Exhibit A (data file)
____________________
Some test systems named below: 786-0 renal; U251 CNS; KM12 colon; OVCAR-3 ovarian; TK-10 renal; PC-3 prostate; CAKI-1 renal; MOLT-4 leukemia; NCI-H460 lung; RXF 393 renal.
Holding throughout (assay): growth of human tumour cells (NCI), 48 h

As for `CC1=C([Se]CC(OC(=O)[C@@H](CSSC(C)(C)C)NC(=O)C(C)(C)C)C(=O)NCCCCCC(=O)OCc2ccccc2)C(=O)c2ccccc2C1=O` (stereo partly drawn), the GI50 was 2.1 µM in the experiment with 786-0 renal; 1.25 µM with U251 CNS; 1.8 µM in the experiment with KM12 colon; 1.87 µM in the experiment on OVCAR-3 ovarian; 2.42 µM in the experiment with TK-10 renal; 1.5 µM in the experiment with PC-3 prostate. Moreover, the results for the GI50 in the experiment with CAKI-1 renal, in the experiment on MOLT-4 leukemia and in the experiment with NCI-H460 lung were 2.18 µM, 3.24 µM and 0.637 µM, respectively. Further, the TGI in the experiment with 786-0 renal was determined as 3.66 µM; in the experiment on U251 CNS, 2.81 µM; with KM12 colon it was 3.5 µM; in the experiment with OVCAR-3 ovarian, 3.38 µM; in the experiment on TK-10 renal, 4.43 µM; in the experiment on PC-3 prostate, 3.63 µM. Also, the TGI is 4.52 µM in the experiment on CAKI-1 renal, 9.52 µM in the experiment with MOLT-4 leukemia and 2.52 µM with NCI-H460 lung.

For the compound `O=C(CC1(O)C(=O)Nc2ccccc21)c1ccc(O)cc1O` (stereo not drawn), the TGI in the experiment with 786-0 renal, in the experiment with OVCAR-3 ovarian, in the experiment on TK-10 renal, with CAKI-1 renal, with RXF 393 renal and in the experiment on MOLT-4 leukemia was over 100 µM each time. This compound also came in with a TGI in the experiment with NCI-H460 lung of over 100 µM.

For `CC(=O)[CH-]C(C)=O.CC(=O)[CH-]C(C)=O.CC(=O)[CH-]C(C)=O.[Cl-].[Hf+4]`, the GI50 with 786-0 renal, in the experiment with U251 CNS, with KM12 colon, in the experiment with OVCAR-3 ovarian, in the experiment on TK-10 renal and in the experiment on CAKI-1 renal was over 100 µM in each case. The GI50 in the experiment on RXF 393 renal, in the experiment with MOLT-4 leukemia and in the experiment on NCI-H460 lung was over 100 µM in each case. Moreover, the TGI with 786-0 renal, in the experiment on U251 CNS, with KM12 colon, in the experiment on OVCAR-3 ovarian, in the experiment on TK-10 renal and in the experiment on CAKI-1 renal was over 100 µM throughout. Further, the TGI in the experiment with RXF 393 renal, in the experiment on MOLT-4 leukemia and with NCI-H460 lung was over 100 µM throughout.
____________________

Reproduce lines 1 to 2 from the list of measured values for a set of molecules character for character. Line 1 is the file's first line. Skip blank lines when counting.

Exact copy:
Some test systems named below: 786-0 renal; U251 CNS; KM12 colon; OVCAR-3 ovarian; TK-10 renal; PC-3 prostate; CAKI-1 renal; MOLT-4 leukemia; NCI-H460 lung; RXF 393 renal.
Holding throughout (assay): growth of human tumour cells (NCI), 48 h